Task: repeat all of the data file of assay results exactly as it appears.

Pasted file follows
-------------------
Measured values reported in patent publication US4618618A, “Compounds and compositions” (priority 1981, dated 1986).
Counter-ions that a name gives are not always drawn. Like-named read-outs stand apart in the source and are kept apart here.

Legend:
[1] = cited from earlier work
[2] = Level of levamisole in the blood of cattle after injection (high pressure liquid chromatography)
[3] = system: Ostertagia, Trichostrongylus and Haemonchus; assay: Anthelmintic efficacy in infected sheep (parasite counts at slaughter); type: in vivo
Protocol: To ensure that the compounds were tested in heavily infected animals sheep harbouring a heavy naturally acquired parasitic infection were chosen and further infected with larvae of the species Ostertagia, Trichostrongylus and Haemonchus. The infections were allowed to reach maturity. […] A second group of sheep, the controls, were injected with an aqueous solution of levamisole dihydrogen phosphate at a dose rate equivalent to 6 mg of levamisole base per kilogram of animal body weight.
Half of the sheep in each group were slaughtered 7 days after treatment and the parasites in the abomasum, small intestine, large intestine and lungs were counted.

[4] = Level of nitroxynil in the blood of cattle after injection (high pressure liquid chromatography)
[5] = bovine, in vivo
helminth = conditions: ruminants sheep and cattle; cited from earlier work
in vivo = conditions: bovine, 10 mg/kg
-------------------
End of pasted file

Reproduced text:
Measured values reported in patent publication US4618618A, “Compounds and compositions” (priority 1981, dated 1986).
Counter-ions that a name gives are not always drawn. Like-named read-outs stand apart in the source and are kept apart here.

Legend:
[1] = cited from earlier work
[2] = Level of levamisole in the blood of cattle after injection (high pressure liquid chromatography)
[3] = system: Ostertagia, Trichostrongylus and Haemonchus; assay: Anthelmintic efficacy in infected sheep (parasite counts at slaughter); type: in vivo
Protocol: To ensure that the compounds were tested in heavily infected animals sheep harbouring a heavy naturally acquired parasitic infection were chosen and further infected with larvae of the species Ostertagia, Trichostrongylus and Haemonchus. The infections were allowed to reach maturity. […] A second group of sheep, the controls, were injected with an aqueous solution of levamisole dihydrogen phosphate at a dose rate equivalent to 6 mg of levamisole base per kilogram of animal body weight.
Half of the sheep in each group were slaughtered 7 days after treatment and the parasites in the abomasum, small intestine, large intestine and lungs were counted.

[4] = Level of nitroxynil in the blood of cattle after injection (high pressure liquid chromatography)
[5] = bovine, in vivo
helminth = conditions: ruminants sheep and cattle; cited from earlier work
in vivo = conditions: bovine, 10 mg/kg